Also, don't be full of yourself. If I say "tell me about yourself", which is a REAL softball question that everyone (no exceptions) should be able to nail (if you have nothing to say about yourself when given the choice.....) Yet I find that the worst answers are from people who are full of it. They sound something like this: "I like to utilize my skills to achieve my goals. I am a team player, and a people person. I am goal-oriented and career-driven." Then I'll be sitting there thinking, are you sure that's something about yourself? Are you sure it isn't... nothing?!?

That pet peeve being out of the way, the best preparation I can recommend is the following: Instead of downloading lists of hundreds of interview questions, and panicking because you don't know how you'd answer some of them, just focus on preparing what you want to tell the interviewer. This will probably happen automatically if you really want the job, because you will be running scenarios in your head all the time, so you'll be ready by the time you get there. Then, just weave what you want to tell them into the questions. That's for the softball questions like "what are your strengths and weaknesses."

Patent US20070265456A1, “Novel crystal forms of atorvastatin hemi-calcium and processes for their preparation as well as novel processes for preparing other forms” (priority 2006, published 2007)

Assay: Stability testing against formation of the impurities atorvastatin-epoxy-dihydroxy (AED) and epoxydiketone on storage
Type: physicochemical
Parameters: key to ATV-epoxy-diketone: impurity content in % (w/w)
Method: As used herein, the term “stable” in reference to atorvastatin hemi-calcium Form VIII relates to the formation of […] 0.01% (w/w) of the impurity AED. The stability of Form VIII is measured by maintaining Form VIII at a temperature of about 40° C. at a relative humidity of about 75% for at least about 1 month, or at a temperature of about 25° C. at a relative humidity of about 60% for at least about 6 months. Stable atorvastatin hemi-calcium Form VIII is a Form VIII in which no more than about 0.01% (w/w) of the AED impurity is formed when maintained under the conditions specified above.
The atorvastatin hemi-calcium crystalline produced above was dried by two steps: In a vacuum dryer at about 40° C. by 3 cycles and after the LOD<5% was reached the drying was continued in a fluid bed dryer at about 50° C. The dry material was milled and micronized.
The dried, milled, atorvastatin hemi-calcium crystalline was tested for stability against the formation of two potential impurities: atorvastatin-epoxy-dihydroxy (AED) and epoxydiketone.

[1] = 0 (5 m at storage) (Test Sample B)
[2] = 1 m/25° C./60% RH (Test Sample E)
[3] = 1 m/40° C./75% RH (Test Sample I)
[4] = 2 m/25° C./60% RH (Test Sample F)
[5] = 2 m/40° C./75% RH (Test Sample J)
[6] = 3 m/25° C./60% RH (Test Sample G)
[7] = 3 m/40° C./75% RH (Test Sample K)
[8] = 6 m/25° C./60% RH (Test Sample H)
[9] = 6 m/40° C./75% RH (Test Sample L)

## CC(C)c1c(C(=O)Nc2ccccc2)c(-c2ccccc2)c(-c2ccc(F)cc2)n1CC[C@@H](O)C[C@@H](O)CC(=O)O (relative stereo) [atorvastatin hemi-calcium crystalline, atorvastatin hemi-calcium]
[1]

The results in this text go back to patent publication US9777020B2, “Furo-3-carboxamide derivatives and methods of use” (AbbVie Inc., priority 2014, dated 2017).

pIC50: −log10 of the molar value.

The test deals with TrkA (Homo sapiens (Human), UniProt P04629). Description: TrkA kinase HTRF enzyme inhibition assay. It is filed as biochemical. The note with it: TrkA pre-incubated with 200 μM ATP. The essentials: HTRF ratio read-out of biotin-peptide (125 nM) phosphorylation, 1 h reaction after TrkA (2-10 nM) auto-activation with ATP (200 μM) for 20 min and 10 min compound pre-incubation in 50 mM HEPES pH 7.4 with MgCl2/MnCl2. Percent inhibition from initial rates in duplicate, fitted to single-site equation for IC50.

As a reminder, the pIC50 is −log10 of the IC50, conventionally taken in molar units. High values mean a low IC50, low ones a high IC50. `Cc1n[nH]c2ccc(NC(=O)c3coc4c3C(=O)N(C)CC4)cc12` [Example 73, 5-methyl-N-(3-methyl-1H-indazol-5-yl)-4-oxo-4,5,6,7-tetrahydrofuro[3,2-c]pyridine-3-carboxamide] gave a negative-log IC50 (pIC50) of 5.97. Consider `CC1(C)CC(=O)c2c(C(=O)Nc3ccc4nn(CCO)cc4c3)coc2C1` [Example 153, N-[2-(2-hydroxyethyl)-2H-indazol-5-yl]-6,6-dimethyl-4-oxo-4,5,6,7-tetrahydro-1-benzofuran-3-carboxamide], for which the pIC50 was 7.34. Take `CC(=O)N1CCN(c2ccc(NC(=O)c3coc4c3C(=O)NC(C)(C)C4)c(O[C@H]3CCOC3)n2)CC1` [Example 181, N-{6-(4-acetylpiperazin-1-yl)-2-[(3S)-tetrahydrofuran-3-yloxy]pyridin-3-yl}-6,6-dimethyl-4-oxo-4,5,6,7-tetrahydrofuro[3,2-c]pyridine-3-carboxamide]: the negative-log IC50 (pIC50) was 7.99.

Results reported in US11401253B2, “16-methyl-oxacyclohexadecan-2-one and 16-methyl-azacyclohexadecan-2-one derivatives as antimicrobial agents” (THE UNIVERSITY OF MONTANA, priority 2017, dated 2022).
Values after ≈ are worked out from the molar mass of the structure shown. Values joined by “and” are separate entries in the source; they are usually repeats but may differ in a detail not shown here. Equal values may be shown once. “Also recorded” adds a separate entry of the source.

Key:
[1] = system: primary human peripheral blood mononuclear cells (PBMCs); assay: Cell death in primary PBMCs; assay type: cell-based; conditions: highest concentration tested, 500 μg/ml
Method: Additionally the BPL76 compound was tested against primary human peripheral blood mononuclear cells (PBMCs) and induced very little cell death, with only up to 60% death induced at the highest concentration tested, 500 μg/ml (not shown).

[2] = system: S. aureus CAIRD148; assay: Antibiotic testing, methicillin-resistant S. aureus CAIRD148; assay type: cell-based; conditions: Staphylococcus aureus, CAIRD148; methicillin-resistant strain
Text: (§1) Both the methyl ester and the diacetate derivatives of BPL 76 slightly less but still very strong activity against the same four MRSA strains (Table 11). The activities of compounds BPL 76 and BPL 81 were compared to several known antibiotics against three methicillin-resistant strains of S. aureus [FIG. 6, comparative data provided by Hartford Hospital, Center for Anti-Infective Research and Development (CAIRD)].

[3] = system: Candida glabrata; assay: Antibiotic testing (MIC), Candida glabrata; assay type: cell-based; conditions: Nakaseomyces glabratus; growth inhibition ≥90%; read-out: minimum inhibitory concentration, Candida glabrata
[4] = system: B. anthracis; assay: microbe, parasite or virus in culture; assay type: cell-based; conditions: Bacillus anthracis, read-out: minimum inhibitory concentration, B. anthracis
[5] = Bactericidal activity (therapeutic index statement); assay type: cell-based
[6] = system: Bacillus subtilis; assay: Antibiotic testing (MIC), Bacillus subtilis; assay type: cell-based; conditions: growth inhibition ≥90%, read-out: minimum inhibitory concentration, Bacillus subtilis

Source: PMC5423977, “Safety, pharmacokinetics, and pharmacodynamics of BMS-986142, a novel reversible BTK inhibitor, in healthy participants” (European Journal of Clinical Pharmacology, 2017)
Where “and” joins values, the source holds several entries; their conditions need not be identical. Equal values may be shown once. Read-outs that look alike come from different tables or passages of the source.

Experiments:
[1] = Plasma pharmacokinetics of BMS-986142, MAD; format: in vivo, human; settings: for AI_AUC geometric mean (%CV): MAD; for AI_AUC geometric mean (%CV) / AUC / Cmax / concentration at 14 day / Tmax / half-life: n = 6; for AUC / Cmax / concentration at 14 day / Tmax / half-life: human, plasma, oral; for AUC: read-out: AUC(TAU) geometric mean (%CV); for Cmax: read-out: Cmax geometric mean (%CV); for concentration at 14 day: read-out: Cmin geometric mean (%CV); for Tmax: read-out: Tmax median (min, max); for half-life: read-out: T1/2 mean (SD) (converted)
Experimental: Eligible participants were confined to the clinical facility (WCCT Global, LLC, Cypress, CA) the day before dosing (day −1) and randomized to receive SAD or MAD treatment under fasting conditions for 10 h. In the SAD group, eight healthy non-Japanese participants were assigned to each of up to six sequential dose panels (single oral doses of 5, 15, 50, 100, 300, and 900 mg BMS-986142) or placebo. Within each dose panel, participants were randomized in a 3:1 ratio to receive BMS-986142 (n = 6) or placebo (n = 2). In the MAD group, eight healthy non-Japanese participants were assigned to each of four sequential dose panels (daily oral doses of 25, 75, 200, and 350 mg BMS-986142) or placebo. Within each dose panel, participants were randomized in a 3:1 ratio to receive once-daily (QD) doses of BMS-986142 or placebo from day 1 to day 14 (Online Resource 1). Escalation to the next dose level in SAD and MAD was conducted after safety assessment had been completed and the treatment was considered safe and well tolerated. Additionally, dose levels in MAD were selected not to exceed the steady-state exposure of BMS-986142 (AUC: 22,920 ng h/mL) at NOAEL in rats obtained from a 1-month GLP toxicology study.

Any tech interviewer will ask you some relevant questions. If it's a phone screen, you can ask really easy questions like "write a function to reverse a string." That's short enough to convey over the phone, and while it's absolutely trivial, you have no idea how many people actually manage to get it COMPLETELY wrong, and can't fix it even with coaching. It's a great weeding technique. However, it sounds like you've got an in-house interview coming, so it might be more involved, but I'm sure it won't be too bad. Just get some practice before you get there, and make sure you're comfortable with everything you have on your resume, and you'll be fine.